Underwater Video Camera Lights

As underwater still photography benefits from strobes, underwater video is better with video lights. Water strips warm colors from sunlight as you dive deeper. Artificial lights sources (video lights) help to add the warm colors back into your shots during daylight, and they provide a primary source of light during night dives.

If you’re new to underwater video and only dive in open water during daylight, consider just adding video lights down the road. Most of today’s camcorders have relatively decent low-light sensitivity so you may be content with the results you get without video lights. One you gain experience you’ll have a better idea if you’ll benefit from video lights.

Most housing manufacturers sell video lightning kits that are designed to integrate well with their housings. These kits include light heads, arms, cables, switch assemblies, and battery packs. Several flavors of lightning technologies are available. Halogen is the most reliable and inexpensive. HID (high-intensity discharge) systems provide a whiter light and longer burn times per battery charge with the trade-off of being less reliable and more expensive to maintain.

To Go Tech or Not? Part II

Things to consider before going tech!
by David Miner

The last article discussed the different types of technical diving, the training involved, and the benefits of technical dive training. This month, we’re going to talk about the types of equipment needed for technical diving, some of the costs associated with technical diving, and the risks involved with technical diving.

Lots of special gear is used in technical diving

Equipment required for technical diving
Technical diving requires much more gear than standard open water diving gear. If you’re a gear head, you won’t be disappointed if you get into technical diving.

Technical diving takes you to places where special gear is required to safely execute the dive. Technical is not about attaching everything in a dive shop to you and going diving, but it is about taking and using the right gear for the type of technical diving you are doing. Cave diving and penetrating deep into a wreck requires special reels with guideline so that you can find your way out of the overhead environment. Double tanks with a manifold for two complete regulators are also typically used in cave diving and deep wreck diving. Other equipment that is used are backplates and harnesses, HID lights, backup lights, wing type BCs, dry suits, stage bottles with a separate regulator, decompression bottles with a separate regulator, oxygen bottle with a special regulator, etc.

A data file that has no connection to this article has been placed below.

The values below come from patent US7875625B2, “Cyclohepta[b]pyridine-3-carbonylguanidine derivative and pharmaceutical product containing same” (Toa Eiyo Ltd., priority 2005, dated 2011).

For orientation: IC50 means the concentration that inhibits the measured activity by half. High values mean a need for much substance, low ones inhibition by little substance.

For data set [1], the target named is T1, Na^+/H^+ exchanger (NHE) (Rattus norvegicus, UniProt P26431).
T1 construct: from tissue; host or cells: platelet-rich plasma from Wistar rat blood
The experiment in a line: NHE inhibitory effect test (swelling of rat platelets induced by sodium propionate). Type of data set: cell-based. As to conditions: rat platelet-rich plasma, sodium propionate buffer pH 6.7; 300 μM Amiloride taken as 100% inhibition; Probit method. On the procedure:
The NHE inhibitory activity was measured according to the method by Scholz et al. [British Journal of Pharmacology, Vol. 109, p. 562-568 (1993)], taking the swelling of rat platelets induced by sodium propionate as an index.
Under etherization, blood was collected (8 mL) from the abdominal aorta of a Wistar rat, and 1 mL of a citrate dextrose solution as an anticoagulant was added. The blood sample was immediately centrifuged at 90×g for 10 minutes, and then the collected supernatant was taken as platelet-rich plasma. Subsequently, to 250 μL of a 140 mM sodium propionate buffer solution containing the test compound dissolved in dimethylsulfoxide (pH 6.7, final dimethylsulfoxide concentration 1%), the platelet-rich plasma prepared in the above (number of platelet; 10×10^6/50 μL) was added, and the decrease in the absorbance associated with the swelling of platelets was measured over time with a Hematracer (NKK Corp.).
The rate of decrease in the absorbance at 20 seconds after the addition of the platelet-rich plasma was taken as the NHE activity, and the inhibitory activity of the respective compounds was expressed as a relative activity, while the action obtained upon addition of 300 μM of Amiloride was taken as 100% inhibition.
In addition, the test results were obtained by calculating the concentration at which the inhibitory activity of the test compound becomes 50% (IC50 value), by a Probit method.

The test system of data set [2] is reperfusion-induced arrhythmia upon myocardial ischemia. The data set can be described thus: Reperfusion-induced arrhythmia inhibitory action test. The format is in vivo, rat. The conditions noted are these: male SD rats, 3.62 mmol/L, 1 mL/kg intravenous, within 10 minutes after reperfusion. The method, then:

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Recreational Training

Recreational wreck diving is classified as diving the exterior of a wreck, meaning that you don’t penetrate or go inside the wreck. Recreational wreck diving is defined as any dive on a wreck or object that is at a maximum depth of 130 fsw and is conducted within the normal no-decompression diving limits.

Photo: Steve May

Recreational wreck diving training prepares you for planning and conducting wreck dives within the established recreational diving limitations. Wreck diving training involves taking a course or series of courses from a training agency such as SDI/TDI, NAUI, PADI, IANTD, or GUE. Your training involves learning about the potential hazards of wreck diving, such as possible disorientation, sharp metal edges or objects, and entanglement hazards created by rigging, nets, and fishing line. It also teaches you about the use of line reels, air management, safety procedures, and proper techniques for exploring wrecks. Wreck diving training also covers the location of wrecks, sources of information, search methods, navigation, legal aspects, artifacts, salvage, and archaeology.

Your in water training consists of conducting up to four wreck dives over a couple of days. During your in water training, you’ll develop the skill and experience needed to safely plan and explore wrecks.

Accident analysis and safe cave diving

Photo: Steve Straatsma

Accident analysis over the years has played a big role in developing the safety guidelines for safe cave diving. The NSS-CDS in the late 1970s organized a study of the cave diving fatalities for which information existed. As a result of this study, Sheck Exley discovered that three primary safety violations accounted for, at least part of, all of the fatalities. The three safety violations were the beginnings of organizing a list of safety guidelines that could be taught to new cave divers and shared with current cave divers in the hopes of making cave diving as a whole much safer. In 1984, Wes Skiles, who was the Training Chairman for the NSS-CDS, expanded the safety violation list to account for two other accident-contributing factors.

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Photo Composition: Rule of Thirds

Arranging Before You Shoot and Editing After You Shoot

Figure 1
Figure 1

Composition or composing the picture before you shoot could be considered a form of editing. This article applies to both shooting technique underwater and things to look for while editing after the shooting is done. Lots of people can tell a well composed picture from a poorly composed picture. They just say “This one “looks” better!” even if they can’t say why. It’s part of the way humans view the world. Part of it is in our training while growing up, (there are cultural differences) and part of it, is the way our brain and eyes work together to reproduce the images from the world around us. Some arrangements of the elements in a photo or scene just look more pleasing or natural than others.

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